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-   -   class A output stage without feedback for a DAC? (http://www.diyaudio.com/forums/solid-state/224434-class-output-stage-without-feedback-dac.html)

iceyo 27th November 2012 01:31 PM

class A output stage without feedback for a DAC?
 
http://firstwatt.com/graphics/m2_simp.jpg
the pic above is from first watt M2

Hello everyone. I am DIYing a resistor-ladder DAC. it's similar to MSB platinum DACs.

I am a FPGA enginner, have no experience in analog circuit design.
Here's the thing. I have built a voltage divider to generate the signal voltage. But I do not want to follow an opamp as the output stage. I would love to try the most musical solution, just like first watt does.

Therefore, I am asking for help.

1.Pure class A, no feedback.
2.MOSFET probably.
3.signal input is 0-5V. signal 'zero' is 2.5V. final output is about 2.5V peak to peak.

I have no idea what MOSFET to choose, or how to calculate the values of nearby resistors and caps.
Please feel free to give any suggestion or idea. Thanks!

Fast Eddie D 27th November 2012 04:40 PM

Transformer coupled? What transformer do you intend to use?

Purists typically don't like audio transformers and designers avoid them unless they offer a significant advantage. What advantage does this transformer coupled circuit offer over a typical modern class A buffer?

Use an active biased class A emitter or source follower or just (GASP) use an op amp.

Or if you're just trying to be cool, use a cathode follower buffer. There are even modern lower voltage tubes, and PC mount tubes. But using these devices might cost you snob factor.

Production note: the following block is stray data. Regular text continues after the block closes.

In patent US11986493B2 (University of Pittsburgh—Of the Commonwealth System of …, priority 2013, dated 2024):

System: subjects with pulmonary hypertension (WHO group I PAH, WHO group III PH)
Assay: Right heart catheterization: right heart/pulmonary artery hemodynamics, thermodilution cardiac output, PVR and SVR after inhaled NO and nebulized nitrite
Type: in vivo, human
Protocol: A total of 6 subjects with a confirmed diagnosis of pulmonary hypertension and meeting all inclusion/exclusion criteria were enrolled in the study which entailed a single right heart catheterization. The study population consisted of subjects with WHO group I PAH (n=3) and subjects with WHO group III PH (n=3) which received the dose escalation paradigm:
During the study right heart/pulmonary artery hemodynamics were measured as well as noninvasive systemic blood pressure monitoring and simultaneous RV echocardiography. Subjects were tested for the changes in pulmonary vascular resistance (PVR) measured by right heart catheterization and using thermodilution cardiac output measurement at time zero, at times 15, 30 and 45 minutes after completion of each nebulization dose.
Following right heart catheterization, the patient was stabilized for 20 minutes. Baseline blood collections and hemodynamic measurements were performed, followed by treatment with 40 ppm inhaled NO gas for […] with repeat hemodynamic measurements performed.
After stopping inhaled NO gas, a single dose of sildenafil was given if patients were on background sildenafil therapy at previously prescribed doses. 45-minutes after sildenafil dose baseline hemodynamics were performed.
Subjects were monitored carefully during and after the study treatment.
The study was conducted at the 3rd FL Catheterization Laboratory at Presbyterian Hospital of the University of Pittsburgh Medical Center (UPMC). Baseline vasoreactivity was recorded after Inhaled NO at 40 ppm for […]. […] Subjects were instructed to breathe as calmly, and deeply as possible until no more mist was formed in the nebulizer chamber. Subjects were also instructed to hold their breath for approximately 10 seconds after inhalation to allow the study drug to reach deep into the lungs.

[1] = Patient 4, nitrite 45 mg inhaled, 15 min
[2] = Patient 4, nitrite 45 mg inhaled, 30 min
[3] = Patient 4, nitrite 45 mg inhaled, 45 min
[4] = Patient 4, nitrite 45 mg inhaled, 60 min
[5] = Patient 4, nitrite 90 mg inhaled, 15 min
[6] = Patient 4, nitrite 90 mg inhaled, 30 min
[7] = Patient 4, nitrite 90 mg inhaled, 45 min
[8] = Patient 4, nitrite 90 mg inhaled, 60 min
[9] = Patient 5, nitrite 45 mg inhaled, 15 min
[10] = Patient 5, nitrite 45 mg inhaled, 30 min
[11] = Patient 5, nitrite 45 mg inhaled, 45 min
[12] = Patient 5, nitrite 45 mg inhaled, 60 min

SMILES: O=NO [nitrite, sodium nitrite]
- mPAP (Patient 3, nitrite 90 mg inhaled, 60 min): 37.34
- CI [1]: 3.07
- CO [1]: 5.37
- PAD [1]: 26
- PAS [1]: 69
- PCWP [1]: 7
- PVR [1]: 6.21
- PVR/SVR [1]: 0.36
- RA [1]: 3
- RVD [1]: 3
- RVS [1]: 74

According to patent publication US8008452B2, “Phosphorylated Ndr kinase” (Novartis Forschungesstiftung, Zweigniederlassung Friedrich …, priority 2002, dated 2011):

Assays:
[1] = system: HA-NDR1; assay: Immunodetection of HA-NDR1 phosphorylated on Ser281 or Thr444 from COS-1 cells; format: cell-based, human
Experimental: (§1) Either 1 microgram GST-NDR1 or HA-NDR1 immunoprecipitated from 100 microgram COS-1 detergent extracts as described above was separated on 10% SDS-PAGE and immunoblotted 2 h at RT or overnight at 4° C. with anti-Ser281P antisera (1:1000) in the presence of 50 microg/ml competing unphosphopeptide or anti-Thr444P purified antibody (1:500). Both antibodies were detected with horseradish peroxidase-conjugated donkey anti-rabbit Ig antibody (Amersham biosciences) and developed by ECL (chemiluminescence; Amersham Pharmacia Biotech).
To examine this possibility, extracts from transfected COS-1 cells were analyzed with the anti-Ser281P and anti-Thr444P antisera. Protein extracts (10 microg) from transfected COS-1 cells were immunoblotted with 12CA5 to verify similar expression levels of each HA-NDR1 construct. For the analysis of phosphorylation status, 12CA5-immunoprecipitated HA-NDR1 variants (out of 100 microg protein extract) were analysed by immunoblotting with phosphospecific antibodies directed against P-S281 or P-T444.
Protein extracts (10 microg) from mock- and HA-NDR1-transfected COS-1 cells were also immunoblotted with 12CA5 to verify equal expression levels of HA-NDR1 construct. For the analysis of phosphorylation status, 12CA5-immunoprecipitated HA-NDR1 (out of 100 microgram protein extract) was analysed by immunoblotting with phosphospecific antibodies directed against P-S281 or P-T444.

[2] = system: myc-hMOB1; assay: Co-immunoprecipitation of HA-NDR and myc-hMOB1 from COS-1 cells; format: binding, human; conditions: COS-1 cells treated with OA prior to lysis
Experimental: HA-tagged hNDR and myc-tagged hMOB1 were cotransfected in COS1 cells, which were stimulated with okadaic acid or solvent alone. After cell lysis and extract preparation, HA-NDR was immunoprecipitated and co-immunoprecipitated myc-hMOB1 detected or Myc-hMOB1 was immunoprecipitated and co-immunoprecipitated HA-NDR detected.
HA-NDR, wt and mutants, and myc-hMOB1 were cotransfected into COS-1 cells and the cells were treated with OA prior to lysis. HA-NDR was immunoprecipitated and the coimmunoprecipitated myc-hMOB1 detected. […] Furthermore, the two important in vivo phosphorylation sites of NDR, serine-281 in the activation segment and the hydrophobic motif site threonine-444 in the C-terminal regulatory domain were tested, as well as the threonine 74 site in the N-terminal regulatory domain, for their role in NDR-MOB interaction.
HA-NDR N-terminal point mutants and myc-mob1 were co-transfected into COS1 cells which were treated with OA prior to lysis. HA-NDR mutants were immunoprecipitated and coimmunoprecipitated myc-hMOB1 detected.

iceyo 28th November 2012 12:28 AM

Thank you, Eddie.

What I intended to show the figure is the simplicity. It is a Nelson Pass's work. I need no transformer.

Since a DAC analog output does not consume large power, so I probably go for a source follower. The problem is I do not know how to design this. To be specific, which MOSFET, values of the resistors or caps, slew rate and etc.

Fast Eddie D 28th November 2012 08:23 PM

Quote:

Originally Posted by iceyo (Post 3260004)
Thank you, Eddie.

What I intended to show the figure is the simplicity. It is a Nelson Pass's work. I need no transformer.

Well you showed a circuit with a transformer. I thought you wanted to use that cirucit. I would never use a circuit like that for a buffer.

Quote:

Since a DAC analog output does not consume large power, so I probably go for a source follower. The problem is I do not know how to design this. To be specific, which MOSFET, values of the resistors or caps, slew rate and etc.
So just to be clear, you are familiar with digital circuit design but not analog circuit design, right?

I need to know what your input impedance requirements are for the buffer, and what kind of power supply you have for the buffer.

There are a lot of buffer circuits available here and on a google search. Which one is for you depends on your answer to the above questions.

I'm not a SPICE guy, and I have never used schematic software either. I come from way back when transistors were new in hi fi equipment. That being said, I like to use op amps extensively in my designs. Despite the woo, op amps can outperform typical discrete circuits for many audio applications. Simple discrete line level buffers seem kind of snobby to me when you can make an excellent buffer with a couple buck$ worth of parts and a cheap op amp.

Bigun 29th November 2012 12:56 AM

Hi iceyo,

I am not clear what your plans are - is it a commercial DAC in a box, or do you have a DAC and want to interface to the DAC chip ?

I believe a transformer is a very valid option and I don't agree with Fast Eddie on it not being the choice of purists - there are many purists who build vacuum tube amplifier for whom transformers are the purest of all approaches.

Sowter make a transformer specially for coupling to DAC chips which many people say is a very musical solution.